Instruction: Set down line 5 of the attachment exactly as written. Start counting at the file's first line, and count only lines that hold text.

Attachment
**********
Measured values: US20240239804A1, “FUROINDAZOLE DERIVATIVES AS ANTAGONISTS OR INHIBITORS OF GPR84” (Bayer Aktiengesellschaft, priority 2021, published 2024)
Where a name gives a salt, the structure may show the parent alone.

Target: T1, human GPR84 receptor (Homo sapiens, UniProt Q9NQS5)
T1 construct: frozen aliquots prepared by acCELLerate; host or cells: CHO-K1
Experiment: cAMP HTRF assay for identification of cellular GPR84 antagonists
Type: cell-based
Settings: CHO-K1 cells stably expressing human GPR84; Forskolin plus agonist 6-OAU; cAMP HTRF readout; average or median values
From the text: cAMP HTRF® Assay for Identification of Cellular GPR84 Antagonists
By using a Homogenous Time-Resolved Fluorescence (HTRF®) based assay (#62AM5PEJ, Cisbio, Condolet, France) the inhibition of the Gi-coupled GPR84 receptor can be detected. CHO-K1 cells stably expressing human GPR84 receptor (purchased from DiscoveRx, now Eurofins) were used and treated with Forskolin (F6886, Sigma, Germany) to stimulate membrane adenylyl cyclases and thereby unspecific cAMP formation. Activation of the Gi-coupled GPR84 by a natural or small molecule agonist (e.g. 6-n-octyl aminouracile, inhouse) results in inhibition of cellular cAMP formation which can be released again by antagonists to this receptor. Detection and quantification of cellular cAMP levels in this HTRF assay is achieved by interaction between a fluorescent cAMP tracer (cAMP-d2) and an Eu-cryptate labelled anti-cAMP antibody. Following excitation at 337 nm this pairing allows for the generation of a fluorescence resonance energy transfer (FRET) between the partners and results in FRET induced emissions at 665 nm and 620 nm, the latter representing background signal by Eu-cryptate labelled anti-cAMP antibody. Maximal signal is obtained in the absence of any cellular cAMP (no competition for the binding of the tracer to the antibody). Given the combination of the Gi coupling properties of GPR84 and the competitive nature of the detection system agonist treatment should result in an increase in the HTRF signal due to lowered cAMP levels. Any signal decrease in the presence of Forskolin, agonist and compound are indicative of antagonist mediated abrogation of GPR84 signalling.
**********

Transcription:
Experiment: cAMP HTRF assay for identification of cellular GPR84 antagonists